Sefer D’varim: The Fifth Book of the Torah
The Ninth Day of Av, Completing Vacation Season, and Preparation for the High Holy Days in Shir KI
This Shabbat always marks the midpoint of the summer vacation season. The weather is still warm and the days are long. But as we begin D’varim, the fifth and last book of the Torah, we all sense that this calm and restful part of our lives will soon be replaced by the resumption of school, shorter days, cooler weather, and the exciting preparation for the High Holy Days.
On this coming Shabbat, Jews the world over will begin to read the book of D’varim/Deuteronomy. There are several major changes of content and tone in the book of Deuteronomy from what has come before. The very first sentence tells us what to anticipate: “These are the words that Moshe spoke to all Israel in the country across the Jordan in the wilderness, in the plains near Suf.” The majority of the book is spoken in the first person, a dramatic change from the earlier four books. Moshe, described in Exodus as K’vad Peh, a heavy mouth and tongue, or a stutterer, has found the ability to deliver his teachings forcefully and with conviction after the 40 years since he led the Israelites in their departure from Egypt, to Mount Sinai, and the wandering in the desert.
Moshe begins the first of three major orations to the Israelites prior to handing over leadership to Joshua. Moses teaches and narrates almost the entire book up to his death in the very last few verses. This is a drastic change from the language of the earlier books.
Deuteronomy transpires in the shortest time period of all five books compared to the earlier volumes of the Torah. Only 36 days pass by from the beginning of D’varim to its completion. Genesis, including the creation of the world and the history of the patriarchal period, takes eons of years! The book of Exodus lasts about four hundred years. Vayikra and B’midbar/Leviticus and Numbers, span the forty-year period of wandering in the Sinai Desert. But from the start of Moshe’s first oration until his death, only five weeks pass by.
The first portion of the book, also called D’varim, is comprised of three chapters. After establishing the date of the beginning of the book and the loca-tion of the twelve tribes after the completion of the 40 year wandering, Moses begins the first of his three discourses. He reviews the procession from Mount Sinai, called Horeb in this portion, to the Promised Land.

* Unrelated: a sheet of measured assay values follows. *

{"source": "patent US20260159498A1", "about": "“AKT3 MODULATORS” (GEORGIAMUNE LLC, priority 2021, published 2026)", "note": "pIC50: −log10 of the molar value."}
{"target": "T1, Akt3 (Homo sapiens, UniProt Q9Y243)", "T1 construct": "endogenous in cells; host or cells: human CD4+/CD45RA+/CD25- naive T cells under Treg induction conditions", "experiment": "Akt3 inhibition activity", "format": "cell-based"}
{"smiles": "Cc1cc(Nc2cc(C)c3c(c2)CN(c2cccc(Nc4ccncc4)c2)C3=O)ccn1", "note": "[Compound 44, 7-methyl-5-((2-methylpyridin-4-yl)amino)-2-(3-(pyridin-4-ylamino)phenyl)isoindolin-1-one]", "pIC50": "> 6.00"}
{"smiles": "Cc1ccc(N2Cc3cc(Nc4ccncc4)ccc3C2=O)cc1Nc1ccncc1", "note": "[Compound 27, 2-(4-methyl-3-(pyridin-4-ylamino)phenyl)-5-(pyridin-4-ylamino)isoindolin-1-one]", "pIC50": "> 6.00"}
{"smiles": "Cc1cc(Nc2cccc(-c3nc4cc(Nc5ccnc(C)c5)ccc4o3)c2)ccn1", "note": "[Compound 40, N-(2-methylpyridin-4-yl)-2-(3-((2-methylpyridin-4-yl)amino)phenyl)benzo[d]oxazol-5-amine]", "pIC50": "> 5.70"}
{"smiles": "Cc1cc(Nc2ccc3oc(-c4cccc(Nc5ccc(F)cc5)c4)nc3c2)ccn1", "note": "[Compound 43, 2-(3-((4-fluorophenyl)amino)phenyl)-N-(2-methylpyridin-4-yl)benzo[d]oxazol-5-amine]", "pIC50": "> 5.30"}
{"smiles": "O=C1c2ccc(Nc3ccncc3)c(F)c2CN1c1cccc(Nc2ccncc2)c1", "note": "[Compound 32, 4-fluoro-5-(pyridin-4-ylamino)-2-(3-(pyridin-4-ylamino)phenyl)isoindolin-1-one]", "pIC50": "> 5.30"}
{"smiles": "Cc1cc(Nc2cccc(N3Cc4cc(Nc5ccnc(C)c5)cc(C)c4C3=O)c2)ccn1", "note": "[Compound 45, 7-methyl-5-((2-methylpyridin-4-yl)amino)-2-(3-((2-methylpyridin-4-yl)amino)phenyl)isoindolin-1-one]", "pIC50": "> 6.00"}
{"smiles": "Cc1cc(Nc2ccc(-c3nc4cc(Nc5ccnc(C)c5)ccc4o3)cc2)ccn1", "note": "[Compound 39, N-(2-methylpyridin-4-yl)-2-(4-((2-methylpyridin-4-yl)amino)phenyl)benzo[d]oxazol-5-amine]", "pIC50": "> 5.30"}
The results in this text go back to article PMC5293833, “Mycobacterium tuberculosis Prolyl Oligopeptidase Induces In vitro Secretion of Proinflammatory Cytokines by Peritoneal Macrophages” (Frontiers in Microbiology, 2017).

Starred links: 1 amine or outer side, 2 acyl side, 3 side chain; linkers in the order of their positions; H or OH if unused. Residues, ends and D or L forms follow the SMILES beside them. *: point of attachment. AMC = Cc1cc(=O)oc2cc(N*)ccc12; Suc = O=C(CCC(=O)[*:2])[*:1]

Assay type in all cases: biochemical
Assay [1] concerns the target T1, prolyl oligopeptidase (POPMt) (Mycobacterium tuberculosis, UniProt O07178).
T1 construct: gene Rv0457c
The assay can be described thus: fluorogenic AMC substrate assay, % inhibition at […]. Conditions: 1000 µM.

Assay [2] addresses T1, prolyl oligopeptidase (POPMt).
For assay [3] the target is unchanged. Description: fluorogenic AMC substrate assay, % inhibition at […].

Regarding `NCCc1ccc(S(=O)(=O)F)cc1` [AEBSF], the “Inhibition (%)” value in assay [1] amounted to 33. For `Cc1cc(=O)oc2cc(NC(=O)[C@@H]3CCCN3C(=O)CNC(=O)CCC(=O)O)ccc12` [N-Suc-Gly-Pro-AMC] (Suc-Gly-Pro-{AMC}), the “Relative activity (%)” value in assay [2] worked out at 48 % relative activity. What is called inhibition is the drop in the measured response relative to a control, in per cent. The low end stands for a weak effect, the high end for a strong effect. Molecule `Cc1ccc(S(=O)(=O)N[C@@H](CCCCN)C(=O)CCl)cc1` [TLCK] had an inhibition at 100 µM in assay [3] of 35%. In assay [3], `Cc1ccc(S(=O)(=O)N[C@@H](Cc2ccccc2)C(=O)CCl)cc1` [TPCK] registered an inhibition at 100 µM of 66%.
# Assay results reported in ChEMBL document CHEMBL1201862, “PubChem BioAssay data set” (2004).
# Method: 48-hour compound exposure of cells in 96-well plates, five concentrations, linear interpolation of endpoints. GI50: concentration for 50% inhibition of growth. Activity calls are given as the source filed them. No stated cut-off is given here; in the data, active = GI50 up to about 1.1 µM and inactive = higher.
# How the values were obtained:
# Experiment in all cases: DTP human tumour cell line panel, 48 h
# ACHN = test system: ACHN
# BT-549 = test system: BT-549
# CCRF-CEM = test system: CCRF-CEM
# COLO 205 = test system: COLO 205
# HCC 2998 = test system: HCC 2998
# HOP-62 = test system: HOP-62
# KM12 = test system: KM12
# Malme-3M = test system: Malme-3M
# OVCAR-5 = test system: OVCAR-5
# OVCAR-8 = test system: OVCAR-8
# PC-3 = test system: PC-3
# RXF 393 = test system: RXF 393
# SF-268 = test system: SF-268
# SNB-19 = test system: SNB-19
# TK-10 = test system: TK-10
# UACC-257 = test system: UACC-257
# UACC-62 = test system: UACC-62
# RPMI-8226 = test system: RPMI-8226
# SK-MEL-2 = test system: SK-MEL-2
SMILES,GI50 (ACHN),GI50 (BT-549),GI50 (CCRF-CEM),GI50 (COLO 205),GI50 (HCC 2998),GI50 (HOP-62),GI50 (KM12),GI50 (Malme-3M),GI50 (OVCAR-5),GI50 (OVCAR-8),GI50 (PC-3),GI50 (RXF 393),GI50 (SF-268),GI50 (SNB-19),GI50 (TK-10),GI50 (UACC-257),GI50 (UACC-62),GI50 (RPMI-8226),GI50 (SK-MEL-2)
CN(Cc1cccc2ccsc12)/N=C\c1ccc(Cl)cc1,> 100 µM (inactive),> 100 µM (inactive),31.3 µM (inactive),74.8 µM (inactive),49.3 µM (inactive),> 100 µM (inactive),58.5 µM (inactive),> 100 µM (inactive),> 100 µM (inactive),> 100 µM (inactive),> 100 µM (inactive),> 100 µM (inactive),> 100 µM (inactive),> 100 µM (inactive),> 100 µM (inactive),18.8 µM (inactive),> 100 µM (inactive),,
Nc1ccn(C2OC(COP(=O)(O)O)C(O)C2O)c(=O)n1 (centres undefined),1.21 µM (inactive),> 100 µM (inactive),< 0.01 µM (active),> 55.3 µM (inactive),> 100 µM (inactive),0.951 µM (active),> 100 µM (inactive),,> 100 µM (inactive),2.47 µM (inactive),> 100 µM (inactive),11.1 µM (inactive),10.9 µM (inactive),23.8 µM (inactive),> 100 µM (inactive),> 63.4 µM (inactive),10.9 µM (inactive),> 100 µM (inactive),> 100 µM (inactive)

The people had listened to the negative report of 10 of the 12 spies about what they would find in the Promised Land. They refuse to go forward, and G-d deems them to be unworthy to enter Israel, sending everyone back to the wilderness. Thirty-eight years later, the last of the Egyptian generation has died out, the new generation of Israelites born in the wilderness enter Moab, and G-d allows them to proceed to battle with the tribes that are blocking their way. Moses apportions the newly conquered lands to several of the Israelite tribes. The Sidrah ends with the confirmation of Joshua as Moshe’s successor.
On this coming Saturday night, Jews the world over will commemorate Tisha B’Av, the Ninth Day of the month of Av. Tisha B’Av, the traditional Hebrew name of this day, is an historical fast, not a spiritual journey to repentance that happens on Yom Kippur. On this 25-hour fast day, we remember many of the tragedies that have befallen the Jewish people in our history. Among the calamities that have occurred on The Ninth of Av are the destruction of the First Temple by the Babylonians in 586 BCE; the destruction of the Second Temple by the Romans in 70 CE; the defeat of the Bar Kochba Revolt by the Romans in 135 CE, and other medieval and modern tragedies resulting in the loss of Jewish lives. In contemporary Jewish history, Heinrich Himmler receives approval from the Nazi party to commence the Final Solution on August 2, 1941. On July 23, 1942, the mass deportation of Jews begins from the Warsaw Ghetto to Treblinka death camp.
During the 25-hour period from sundown to sundown, many Jews fast for the entire time. The book of Lamentations/Eicha, ascribed to the prophet Jeremiah, is chanted according to a mournful melody as congregants sit on low benches.
I learned about Tisha B’Av when I was a teenage camper at Camp Ramah. Jewish camps of every denomination use Tisha B’Av to teach Jewish history and practices unique to this fast day. There is an upward and optimistic feeling as Tisha B’Av ends. We know that only seven weeks will transpire until the High Holy Days are upon us.
The summer season should be a time both to rest and to achieve major goals! My beloved wife, Ellen, and I began to learn pickle ball in our Pocono community, the latest game sweeping the USA! And I was able to ride my bicycle successfully for the first time since my knee surgery last November! We celebrated the fifth birthday of our grandson, Micah Toby Tilman, son of Rabbi Howard and Naomi Tilman. We give thanks to Almighty G-d for having participated in our “Einikel’s” birthday celebration!
Once again, I want to invite you to attend the beginning rehearsals of our fabulous adult volunteer choir, Shir KI, beginning on Tuesday evening, August 23, at 7 pm sharp! Our choir sings the glorious, exalted, and joyous music of the High Holy Day liturgy together with our beloved Cantor Amy Levy and virtuoso organist Andrew Senn. I serve as conductor of our choir. We need new singers in every section! Please call or write to Cantor Levy and me for additional information.
Ellen and all our family join me in wishing you Shabbat Shalom U’m’vorach!